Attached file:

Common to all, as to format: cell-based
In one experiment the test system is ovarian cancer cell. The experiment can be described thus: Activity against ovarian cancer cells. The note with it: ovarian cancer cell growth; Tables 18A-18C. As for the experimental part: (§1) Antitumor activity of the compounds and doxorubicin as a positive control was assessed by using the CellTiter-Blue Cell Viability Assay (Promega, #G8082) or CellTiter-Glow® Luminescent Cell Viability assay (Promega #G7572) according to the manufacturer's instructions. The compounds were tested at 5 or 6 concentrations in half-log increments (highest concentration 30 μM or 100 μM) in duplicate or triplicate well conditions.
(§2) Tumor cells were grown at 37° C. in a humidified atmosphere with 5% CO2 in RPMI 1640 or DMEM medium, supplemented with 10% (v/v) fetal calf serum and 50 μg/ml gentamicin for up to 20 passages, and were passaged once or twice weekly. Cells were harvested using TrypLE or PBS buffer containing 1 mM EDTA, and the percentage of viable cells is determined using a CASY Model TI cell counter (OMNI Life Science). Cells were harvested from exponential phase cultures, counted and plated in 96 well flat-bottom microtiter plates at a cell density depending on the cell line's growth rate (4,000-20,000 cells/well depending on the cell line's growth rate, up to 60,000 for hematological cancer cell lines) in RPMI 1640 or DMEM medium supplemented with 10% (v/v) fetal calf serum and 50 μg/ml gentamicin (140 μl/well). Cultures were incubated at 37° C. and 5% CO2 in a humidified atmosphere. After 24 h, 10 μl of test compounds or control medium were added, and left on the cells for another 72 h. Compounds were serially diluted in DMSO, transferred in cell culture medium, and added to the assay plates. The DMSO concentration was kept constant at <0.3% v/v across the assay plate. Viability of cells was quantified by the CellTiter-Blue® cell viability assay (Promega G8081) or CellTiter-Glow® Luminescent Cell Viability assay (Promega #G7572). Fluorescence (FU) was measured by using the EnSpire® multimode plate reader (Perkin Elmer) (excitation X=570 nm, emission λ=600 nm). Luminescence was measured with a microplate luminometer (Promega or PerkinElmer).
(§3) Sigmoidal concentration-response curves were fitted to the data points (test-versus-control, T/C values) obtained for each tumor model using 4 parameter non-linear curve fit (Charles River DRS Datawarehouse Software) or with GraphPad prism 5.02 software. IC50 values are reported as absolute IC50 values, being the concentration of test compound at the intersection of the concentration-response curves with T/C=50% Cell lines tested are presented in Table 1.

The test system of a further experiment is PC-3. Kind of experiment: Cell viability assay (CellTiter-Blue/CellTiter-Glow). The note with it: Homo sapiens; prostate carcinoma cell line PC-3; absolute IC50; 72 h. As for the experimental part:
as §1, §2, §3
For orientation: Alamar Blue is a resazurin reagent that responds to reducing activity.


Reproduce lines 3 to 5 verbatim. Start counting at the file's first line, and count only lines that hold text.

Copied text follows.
(§2) Tumor cells were grown at 37° C. in a humidified atmosphere with 5% CO2 in RPMI 1640 or DMEM medium, supplemented with 10% (v/v) fetal calf serum and 50 μg/ml gentamicin for up to 20 passages, and were passaged once or twice weekly. Cells were harvested using TrypLE or PBS buffer containing 1 mM EDTA, and the percentage of viable cells is determined using a CASY Model TI cell counter (OMNI Life Science). Cells were harvested from exponential phase cultures, counted and plated in 96 well flat-bottom microtiter plates at a cell density depending on the cell line's growth rate (4,000-20,000 cells/well depending on the cell line's growth rate, up to 60,000 for hematological cancer cell lines) in RPMI 1640 or DMEM medium supplemented with 10% (v/v) fetal calf serum and 50 μg/ml gentamicin (140 μl/well). Cultures were incubated at 37° C. and 5% CO2 in a humidified atmosphere. After 24 h, 10 μl of test compounds or control medium were added, and left on the cells for another 72 h. Compounds were serially diluted in DMSO, transferred in cell culture medium, and added to the assay plates. The DMSO concentration was kept constant at <0.3% v/v across the assay plate. Viability of cells was quantified by the CellTiter-Blue® cell viability assay (Promega G8081) or CellTiter-Glow® Luminescent Cell Viability assay (Promega #G7572). Fluorescence (FU) was measured by using the EnSpire® multimode plate reader (Perkin Elmer) (excitation X=570 nm, emission λ=600 nm). Luminescence was measured with a microplate luminometer (Promega or PerkinElmer).
(§3) Sigmoidal concentration-response curves were fitted to the data points (test-versus-control, T/C values) obtained for each tumor model using 4 parameter non-linear curve fit (Charles River DRS Datawarehouse Software) or with GraphPad prism 5.02 software. IC50 values are reported as absolute IC50 values, being the concentration of test compound at the intersection of the concentration-response curves with T/C=50% Cell lines tested are presented in Table 1.

The test system of a further experiment is PC-3. Kind of experiment: Cell viability assay (CellTiter-Blue/CellTiter-Glow). The note with it: Homo sapiens; prostate carcinoma cell line PC-3; absolute IC50; 72 h. As for the experimental part: